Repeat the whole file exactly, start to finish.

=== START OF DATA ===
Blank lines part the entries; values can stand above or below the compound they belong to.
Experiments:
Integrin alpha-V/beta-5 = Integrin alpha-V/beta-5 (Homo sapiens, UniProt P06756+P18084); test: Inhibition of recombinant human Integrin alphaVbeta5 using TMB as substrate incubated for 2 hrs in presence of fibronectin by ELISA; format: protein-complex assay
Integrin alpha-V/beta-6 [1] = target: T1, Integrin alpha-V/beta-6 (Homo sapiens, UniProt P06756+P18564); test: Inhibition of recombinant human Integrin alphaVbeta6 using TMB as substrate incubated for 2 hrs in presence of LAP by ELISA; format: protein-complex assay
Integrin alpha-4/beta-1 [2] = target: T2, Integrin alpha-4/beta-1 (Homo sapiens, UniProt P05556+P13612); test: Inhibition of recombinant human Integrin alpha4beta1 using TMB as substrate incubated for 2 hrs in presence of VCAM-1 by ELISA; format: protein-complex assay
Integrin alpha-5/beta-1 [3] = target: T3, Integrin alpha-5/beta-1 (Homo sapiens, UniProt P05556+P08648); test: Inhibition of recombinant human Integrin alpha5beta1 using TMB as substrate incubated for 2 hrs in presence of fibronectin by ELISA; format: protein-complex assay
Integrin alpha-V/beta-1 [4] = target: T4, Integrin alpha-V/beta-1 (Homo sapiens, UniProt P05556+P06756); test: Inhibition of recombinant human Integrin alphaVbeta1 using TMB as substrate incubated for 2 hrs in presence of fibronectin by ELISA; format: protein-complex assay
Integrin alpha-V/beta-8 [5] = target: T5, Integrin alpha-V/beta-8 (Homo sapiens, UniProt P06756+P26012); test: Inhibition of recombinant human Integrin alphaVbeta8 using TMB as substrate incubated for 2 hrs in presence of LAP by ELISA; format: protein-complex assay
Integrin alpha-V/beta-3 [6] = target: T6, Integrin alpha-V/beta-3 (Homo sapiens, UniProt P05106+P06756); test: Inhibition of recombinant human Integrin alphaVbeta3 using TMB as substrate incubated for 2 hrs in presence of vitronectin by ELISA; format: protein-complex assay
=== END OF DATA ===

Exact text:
Blank lines part the entries; values can stand above or below the compound they belong to.
Experiments:
Integrin alpha-V/beta-5 = Integrin alpha-V/beta-5 (Homo sapiens, UniProt P06756+P18084); test: Inhibition of recombinant human Integrin alphaVbeta5 using TMB as substrate incubated for 2 hrs in presence of fibronectin by ELISA; format: protein-complex assay
Integrin alpha-V/beta-6 [1] = target: T1, Integrin alpha-V/beta-6 (Homo sapiens, UniProt P06756+P18564); test: Inhibition of recombinant human Integrin alphaVbeta6 using TMB as substrate incubated for 2 hrs in presence of LAP by ELISA; format: protein-complex assay
Integrin alpha-4/beta-1 [2] = target: T2, Integrin alpha-4/beta-1 (Homo sapiens, UniProt P05556+P13612); test: Inhibition of recombinant human Integrin alpha4beta1 using TMB as substrate incubated for 2 hrs in presence of VCAM-1 by ELISA; format: protein-complex assay
Integrin alpha-5/beta-1 [3] = target: T3, Integrin alpha-5/beta-1 (Homo sapiens, UniProt P05556+P08648); test: Inhibition of recombinant human Integrin alpha5beta1 using TMB as substrate incubated for 2 hrs in presence of fibronectin by ELISA; format: protein-complex assay
Integrin alpha-V/beta-1 [4] = target: T4, Integrin alpha-V/beta-1 (Homo sapiens, UniProt P05556+P06756); test: Inhibition of recombinant human Integrin alphaVbeta1 using TMB as substrate incubated for 2 hrs in presence of fibronectin by ELISA; format: protein-complex assay
Integrin alpha-V/beta-8 [5] = target: T5, Integrin alpha-V/beta-8 (Homo sapiens, UniProt P06756+P26012); test: Inhibition of recombinant human Integrin alphaVbeta8 using TMB as substrate incubated for 2 hrs in presence of LAP by ELISA; format: protein-complex assay
Integrin alpha-V/beta-3 [6] = target: T6, Integrin alpha-V/beta-3 (Homo sapiens, UniProt P05106+P06756); test: Inhibition of recombinant human Integrin alphaVbeta3 using TMB as substrate incubated for 2 hrs in presence of vitronectin by ELISA; format: protein-complex assay